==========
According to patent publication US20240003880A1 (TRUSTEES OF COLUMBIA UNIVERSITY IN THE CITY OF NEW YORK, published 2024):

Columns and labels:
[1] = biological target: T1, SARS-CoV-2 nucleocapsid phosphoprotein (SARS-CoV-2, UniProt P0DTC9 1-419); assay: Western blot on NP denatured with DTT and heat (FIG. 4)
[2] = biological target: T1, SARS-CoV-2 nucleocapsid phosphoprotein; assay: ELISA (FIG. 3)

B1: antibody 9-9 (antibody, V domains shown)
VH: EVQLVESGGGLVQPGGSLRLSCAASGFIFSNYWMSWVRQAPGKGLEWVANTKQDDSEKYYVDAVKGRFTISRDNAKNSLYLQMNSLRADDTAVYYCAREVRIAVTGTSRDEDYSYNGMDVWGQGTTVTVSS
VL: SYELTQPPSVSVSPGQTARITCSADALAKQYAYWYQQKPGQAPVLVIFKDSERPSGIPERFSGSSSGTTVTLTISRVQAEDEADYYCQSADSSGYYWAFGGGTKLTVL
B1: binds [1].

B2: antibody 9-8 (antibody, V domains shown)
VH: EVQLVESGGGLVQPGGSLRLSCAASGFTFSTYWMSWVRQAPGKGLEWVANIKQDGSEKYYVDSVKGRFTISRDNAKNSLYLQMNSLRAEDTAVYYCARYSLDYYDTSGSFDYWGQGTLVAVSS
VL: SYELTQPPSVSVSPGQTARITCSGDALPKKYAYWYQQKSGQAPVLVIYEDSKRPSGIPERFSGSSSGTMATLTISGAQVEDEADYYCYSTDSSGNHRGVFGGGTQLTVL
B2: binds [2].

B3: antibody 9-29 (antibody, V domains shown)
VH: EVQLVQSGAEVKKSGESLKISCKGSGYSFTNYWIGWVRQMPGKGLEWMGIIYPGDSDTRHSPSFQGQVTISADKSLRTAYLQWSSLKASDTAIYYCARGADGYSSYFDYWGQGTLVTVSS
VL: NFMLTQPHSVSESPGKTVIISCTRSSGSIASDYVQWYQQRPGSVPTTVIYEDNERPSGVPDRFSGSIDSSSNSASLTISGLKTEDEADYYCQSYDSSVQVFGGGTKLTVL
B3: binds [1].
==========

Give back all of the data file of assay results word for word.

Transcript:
According to patent publication US20240003880A1 (TRUSTEES OF COLUMBIA UNIVERSITY IN THE CITY OF NEW YORK, published 2024):

Columns and labels:
[1] = biological target: T1, SARS-CoV-2 nucleocapsid phosphoprotein (SARS-CoV-2, UniProt P0DTC9 1-419); assay: Western blot on NP denatured with DTT and heat (FIG. 4)
[2] = biological target: T1, SARS-CoV-2 nucleocapsid phosphoprotein; assay: ELISA (FIG. 3)

B1: antibody 9-9 (antibody, V domains shown)
VH: EVQLVESGGGLVQPGGSLRLSCAASGFIFSNYWMSWVRQAPGKGLEWVANTKQDDSEKYYVDAVKGRFTISRDNAKNSLYLQMNSLRADDTAVYYCAREVRIAVTGTSRDEDYSYNGMDVWGQGTTVTVSS
VL: SYELTQPPSVSVSPGQTARITCSADALAKQYAYWYQQKPGQAPVLVIFKDSERPSGIPERFSGSSSGTTVTLTISRVQAEDEADYYCQSADSSGYYWAFGGGTKLTVL
B1: binds [1].

B2: antibody 9-8 (antibody, V domains shown)
VH: EVQLVESGGGLVQPGGSLRLSCAASGFTFSTYWMSWVRQAPGKGLEWVANIKQDGSEKYYVDSVKGRFTISRDNAKNSLYLQMNSLRAEDTAVYYCARYSLDYYDTSGSFDYWGQGTLVAVSS
VL: SYELTQPPSVSVSPGQTARITCSGDALPKKYAYWYQQKSGQAPVLVIYEDSKRPSGIPERFSGSSSGTMATLTISGAQVEDEADYYCYSTDSSGNHRGVFGGGTQLTVL
B2: binds [2].

B3: antibody 9-29 (antibody, V domains shown)
VH: EVQLVQSGAEVKKSGESLKISCKGSGYSFTNYWIGWVRQMPGKGLEWMGIIYPGDSDTRHSPSFQGQVTISADKSLRTAYLQWSSLKASDTAIYYCARGADGYSSYFDYWGQGTLVTVSS
VL: NFMLTQPHSVSESPGKTVIISCTRSSGSIASDYVQWYQQRPGSVPTTVIYEDNERPSGVPDRFSGSIDSSSNSASLTISGLKTEDEADYYCQSYDSSVQVFGGGTKLTVL
B3: binds [1].